Saturday, June 9, 2012

"Letters to a Friend," by Diana Athill

What a delight to have a new book from the wonderful Diana Athill! I have written about this author before (3/15/10): She is in her 90s and after a long career as an esteemed editor for the publisher Andre Deutsch, became famous late in life for her series of memoirs, including “Yesterday Morning,” “Stet,” and “Somewhere Towards the End,” all of which I thoroughly enjoyed. The new book is “Letters to a Friend” (Norton, 2011). Since 1980, Athill had been corresponding with the American poet Edward Field. He kept all her letters, and felt that others would enjoy them and they should be published. I am glad he proposed this, and she agreed, as her letters from almost thirty years confirm the impressions I already had from the memoirs; they are direct, immediate, frank, kind, detailed, funny, and genuine. She is clearly a good and loyal friend, not only to Field (with whom she is still corresponding) and his partner Neil Derrick, but to her other friends. She is modest and self-deprecating, but not too much so. She frankly admits that she is enjoying the attention and fame that have come to her late in life, but she is also well aware of -- and writes wryly about -- the ebbs and flows of such fame. She speaks of both the pains and joys of being an older person. By the end of the collection, a reader feels she knows Athill’s world, her writing, her friends, her routines. One interesting thread throughout is the fact that Athill writes the letters (and her memoirs) with pen and paper, then a typewriter, and finally, reluctantly, a word processor/computer; she writes entertainingly about the process of moving through and adjusting to these various writing implements. Sometimes published collections of letters can be somewhat mixed and even downright tedious, but this one is always engaging, never dull. Highly recommended.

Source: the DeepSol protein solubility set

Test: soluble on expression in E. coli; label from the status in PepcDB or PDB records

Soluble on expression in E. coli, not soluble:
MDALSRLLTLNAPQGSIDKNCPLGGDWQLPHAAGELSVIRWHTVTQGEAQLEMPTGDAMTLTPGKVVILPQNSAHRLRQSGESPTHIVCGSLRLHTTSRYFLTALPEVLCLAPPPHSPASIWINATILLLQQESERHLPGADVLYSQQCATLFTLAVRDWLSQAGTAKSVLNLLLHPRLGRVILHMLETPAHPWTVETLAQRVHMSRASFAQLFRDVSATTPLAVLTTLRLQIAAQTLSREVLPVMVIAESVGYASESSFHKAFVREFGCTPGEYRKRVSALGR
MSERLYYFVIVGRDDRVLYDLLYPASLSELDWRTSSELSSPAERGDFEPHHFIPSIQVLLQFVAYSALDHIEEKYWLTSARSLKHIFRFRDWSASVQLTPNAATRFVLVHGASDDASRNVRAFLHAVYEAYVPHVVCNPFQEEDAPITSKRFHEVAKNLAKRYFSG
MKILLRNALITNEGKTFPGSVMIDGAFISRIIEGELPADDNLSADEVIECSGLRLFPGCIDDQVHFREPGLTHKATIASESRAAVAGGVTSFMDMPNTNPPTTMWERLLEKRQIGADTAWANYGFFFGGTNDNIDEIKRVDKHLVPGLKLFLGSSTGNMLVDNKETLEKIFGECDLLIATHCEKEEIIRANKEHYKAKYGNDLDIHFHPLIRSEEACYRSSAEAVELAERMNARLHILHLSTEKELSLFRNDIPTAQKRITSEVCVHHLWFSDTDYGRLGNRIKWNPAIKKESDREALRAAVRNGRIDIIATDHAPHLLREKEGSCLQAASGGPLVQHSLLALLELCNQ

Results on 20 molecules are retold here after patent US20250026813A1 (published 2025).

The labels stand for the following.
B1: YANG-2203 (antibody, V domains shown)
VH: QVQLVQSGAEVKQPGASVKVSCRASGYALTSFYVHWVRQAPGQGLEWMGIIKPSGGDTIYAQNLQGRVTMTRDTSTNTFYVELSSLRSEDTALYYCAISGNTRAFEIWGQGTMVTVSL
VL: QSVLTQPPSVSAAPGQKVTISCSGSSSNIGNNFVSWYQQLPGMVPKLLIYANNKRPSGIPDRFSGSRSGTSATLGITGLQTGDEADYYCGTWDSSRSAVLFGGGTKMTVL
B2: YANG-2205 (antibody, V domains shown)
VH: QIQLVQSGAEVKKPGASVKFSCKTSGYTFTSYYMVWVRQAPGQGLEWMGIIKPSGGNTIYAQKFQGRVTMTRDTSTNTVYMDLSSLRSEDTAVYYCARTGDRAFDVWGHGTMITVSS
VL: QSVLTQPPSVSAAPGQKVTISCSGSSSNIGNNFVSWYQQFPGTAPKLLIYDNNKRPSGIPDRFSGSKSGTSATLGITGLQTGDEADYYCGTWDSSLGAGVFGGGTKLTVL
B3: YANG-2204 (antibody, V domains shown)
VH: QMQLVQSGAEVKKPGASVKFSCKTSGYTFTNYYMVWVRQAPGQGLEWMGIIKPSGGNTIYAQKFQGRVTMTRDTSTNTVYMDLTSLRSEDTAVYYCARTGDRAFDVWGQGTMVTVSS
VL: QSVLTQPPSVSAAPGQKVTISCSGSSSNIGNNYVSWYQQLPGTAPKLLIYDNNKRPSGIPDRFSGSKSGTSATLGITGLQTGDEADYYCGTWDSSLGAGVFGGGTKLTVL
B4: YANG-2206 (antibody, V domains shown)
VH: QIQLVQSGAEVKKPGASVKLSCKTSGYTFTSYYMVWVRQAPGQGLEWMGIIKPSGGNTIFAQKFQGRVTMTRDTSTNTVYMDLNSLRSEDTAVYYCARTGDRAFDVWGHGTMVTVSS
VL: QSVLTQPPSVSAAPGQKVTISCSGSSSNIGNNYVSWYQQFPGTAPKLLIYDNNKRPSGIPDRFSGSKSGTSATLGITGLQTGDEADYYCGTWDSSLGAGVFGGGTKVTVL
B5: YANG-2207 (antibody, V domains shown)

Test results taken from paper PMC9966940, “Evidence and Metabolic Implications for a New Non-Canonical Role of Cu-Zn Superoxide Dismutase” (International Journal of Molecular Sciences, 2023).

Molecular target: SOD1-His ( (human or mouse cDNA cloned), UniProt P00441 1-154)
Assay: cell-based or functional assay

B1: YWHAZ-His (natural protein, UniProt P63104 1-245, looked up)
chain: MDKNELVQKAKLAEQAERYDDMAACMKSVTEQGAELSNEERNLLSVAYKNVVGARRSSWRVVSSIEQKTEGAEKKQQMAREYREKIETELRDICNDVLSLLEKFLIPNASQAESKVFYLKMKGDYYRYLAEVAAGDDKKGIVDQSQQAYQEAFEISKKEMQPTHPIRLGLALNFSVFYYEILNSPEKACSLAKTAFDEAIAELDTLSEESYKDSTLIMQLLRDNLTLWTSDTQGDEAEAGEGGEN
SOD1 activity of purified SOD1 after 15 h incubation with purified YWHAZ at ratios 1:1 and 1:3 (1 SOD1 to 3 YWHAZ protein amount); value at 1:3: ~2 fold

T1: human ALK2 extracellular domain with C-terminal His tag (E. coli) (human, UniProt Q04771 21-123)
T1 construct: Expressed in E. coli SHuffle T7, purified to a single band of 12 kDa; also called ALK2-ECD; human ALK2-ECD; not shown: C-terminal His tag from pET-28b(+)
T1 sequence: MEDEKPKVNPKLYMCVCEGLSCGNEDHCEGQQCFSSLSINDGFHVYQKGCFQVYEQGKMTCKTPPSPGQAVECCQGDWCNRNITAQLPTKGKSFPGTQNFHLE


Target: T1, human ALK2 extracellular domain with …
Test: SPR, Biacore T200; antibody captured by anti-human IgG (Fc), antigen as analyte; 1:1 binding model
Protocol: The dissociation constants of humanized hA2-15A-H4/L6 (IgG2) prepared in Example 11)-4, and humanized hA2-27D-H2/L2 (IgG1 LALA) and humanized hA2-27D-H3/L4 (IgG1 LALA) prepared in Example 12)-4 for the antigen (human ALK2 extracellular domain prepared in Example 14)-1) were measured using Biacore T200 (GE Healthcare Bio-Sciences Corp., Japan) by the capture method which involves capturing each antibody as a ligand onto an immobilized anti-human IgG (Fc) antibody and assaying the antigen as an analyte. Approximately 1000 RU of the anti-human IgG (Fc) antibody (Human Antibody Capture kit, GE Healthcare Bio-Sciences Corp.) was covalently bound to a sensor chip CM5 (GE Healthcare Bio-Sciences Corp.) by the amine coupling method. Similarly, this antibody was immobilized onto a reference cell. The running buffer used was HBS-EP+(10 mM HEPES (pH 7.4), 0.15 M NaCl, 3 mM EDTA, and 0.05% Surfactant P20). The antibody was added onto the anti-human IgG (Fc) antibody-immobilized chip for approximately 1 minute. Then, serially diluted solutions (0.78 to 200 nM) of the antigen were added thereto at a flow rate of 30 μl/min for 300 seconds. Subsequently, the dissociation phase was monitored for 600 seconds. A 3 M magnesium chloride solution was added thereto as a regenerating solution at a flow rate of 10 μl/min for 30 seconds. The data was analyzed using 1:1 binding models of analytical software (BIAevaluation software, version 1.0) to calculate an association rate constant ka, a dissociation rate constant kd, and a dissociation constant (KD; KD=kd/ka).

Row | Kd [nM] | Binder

No comments:

Post a Comment

Site Meter